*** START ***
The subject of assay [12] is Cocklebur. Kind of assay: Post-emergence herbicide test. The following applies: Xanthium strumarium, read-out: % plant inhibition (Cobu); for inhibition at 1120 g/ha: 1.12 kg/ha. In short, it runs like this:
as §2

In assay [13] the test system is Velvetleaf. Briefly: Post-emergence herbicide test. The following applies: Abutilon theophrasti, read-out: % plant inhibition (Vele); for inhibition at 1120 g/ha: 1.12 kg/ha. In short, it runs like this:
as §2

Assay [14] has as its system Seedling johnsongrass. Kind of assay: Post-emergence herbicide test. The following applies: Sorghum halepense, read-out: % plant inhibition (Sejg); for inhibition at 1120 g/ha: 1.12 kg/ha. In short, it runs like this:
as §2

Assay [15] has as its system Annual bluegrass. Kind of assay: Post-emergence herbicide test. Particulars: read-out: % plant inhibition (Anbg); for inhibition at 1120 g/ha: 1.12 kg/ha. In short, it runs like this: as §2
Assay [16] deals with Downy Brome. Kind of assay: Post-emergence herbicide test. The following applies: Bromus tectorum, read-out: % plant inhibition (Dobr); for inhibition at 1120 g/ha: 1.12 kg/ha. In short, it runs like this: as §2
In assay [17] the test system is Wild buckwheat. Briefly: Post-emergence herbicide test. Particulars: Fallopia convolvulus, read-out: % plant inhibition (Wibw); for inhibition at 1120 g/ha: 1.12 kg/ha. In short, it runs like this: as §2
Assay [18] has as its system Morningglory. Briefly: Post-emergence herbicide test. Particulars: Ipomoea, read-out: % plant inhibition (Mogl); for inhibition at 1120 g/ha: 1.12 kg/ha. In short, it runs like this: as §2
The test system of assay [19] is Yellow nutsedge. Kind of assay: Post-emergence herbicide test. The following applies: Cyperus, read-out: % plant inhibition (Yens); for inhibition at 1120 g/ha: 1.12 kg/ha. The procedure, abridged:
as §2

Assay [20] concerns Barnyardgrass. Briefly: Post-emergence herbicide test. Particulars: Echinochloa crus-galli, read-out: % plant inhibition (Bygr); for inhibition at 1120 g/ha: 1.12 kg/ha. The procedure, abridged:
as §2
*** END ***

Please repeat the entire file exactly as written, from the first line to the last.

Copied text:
The subject of assay [12] is Cocklebur. Kind of assay: Post-emergence herbicide test. The following applies: Xanthium strumarium, read-out: % plant inhibition (Cobu); for inhibition at 1120 g/ha: 1.12 kg/ha. In short, it runs like this:
as §2

In assay [13] the test system is Velvetleaf. Briefly: Post-emergence herbicide test. The following applies: Abutilon theophrasti, read-out: % plant inhibition (Vele); for inhibition at 1120 g/ha: 1.12 kg/ha. In short, it runs like this:
as §2

Assay [14] has as its system Seedling johnsongrass. Kind of assay: Post-emergence herbicide test. The following applies: Sorghum halepense, read-out: % plant inhibition (Sejg); for inhibition at 1120 g/ha: 1.12 kg/ha. In short, it runs like this:
as §2

Assay [15] has as its system Annual bluegrass. Kind of assay: Post-emergence herbicide test. Particulars: read-out: % plant inhibition (Anbg); for inhibition at 1120 g/ha: 1.12 kg/ha. In short, it runs like this: as §2
Assay [16] deals with Downy Brome. Kind of assay: Post-emergence herbicide test. The following applies: Bromus tectorum, read-out: % plant inhibition (Dobr); for inhibition at 1120 g/ha: 1.12 kg/ha. In short, it runs like this: as §2
In assay [17] the test system is Wild buckwheat. Briefly: Post-emergence herbicide test. Particulars: Fallopia convolvulus, read-out: % plant inhibition (Wibw); for inhibition at 1120 g/ha: 1.12 kg/ha. In short, it runs like this: as §2
Assay [18] has as its system Morningglory. Briefly: Post-emergence herbicide test. Particulars: Ipomoea, read-out: % plant inhibition (Mogl); for inhibition at 1120 g/ha: 1.12 kg/ha. In short, it runs like this: as §2
The test system of assay [19] is Yellow nutsedge. Kind of assay: Post-emergence herbicide test. The following applies: Cyperus, read-out: % plant inhibition (Yens); for inhibition at 1120 g/ha: 1.12 kg/ha. The procedure, abridged:
as §2

Assay [20] concerns Barnyardgrass. Briefly: Post-emergence herbicide test. Particulars: Echinochloa crus-galli, read-out: % plant inhibition (Bygr); for inhibition at 1120 g/ha: 1.12 kg/ha. The procedure, abridged:
as §2